Monday, November 13, 2006

The Environment: Running Out of Shortcuts

Terrell of Alone on the Limb has pictures of the way the world is supposed to look in the fall here and here. When people talk about protecting the environment, this is what they're talking about. Also Tom of If I Ran the the Zoo has different pictures from the other side of the country (in the Sierras) here. Whether the world is outside our back door or three hours away or up in a National Park, there is a priceless heritage we need to do a better job of protecting. Protecting our children's future and the world they and their children will be living in is high on that list.

As the population of the world grows, as new countries join the industrialized world, we are running out of environmental shortcuts that allow certain businesses to save a buck. The reality is that if you value something, it will create jobs; doing a better job of protecting the environment and creating technology that will help in that work, will create jobs.

A fact has been apparent for some years all the across the world: from now on, every shortcut, every delay in dealing with environmental problems, exacts a price. The more shortcuts, the bigger the price tag down the road. We're seeing the cost in our water, in our soil, in the falling populations of fish in the sea, and in the air. If you live somewhere that doesn't look polluted, the pollution is above you in the greenhouse zone where large amounts of greenhouse gases are gathering. It's no longer a matter of how much time we have but when we begin doing what we already need to do.

With Bush's veto, getting much more serious about cleaning up the environment may not get much of a start in the next two years. But the winds are definitely changing; here's a story from Common Dreams:
Environmentalists in the United States say they hope the removal of global-warming skeptics from powerful positions on Capitol Hill will present a new opportunity to force the Bush administration to tackle climate change.

This week's seizure of both houses of Congress by the Democrats means that two key Republican opponents of action to confront climate change - Senator James Inhofe of Oklahoma and Richard Pombo of California - will lose their positions as the chairmen of Congress's two environmental committees.

Mr Pombo, who lost his bid for re-election, will leave the House altogether. Mr Inhofe, who once said the threat of global warming was, "the greatest hoax ever perpetrated on the American people", will probably be replaced by the California Democrat Barbara Boxer. She has promised to curb carbon emissions and strengthen environmental protection legislation.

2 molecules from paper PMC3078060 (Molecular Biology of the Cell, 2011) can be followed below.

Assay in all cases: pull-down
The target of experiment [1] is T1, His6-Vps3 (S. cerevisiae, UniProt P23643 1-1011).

Even if Senator Boxer is not able to pass much legislation in the next two years over Bush's veto, she can start building consensus on environmental issues; she can provide an important service if she uses her committee to hold hearings that inform Americans about what is happening to the environment and what we can do about it. For the last six years, Republicans have refused to look at the environment. Their attitude has been that if you don't look at the problems, they don't exist. That's exactly the attitude they took in Iraq for more than three years. It's time to find out where we are.


Anonymous Terrell said...

Thanks for the links and the kind words. I checked out Tom's pics. What gorgeous scenery! Maybe we have some folks in Congress now who will help look out for our mountain majesties and all of our wonderful environment.

9:07 PM  
Blogger Tom Hilton said...

Excellent post (and thanks for the link!). You're absolutely right--every deferred environmental cost winds up costing many times as much down the road.

One hopeful thing: I looked at the September/October issue of Sierra the other day, where they identified the worst anti-environmentalists in Congress...and most of them went down to defeat. I think that environmental House-cleaning may be the most under-reported aspect of the elections.

8:55 AM  
Blogger Poechewe said...

Tom and Terrell, thanks for your comments. I've been slow to catch up on comments lately!

Tom, it's good to hear some anti-environment types have been cleared out. I notice, though, that one of the worst, Senator Inhofe, is still there.

I personally know some Republicans who are very concerned about the environment but they often have a hard time getting fellow Republicans to listen. I hope that changes.

6:42 PM  

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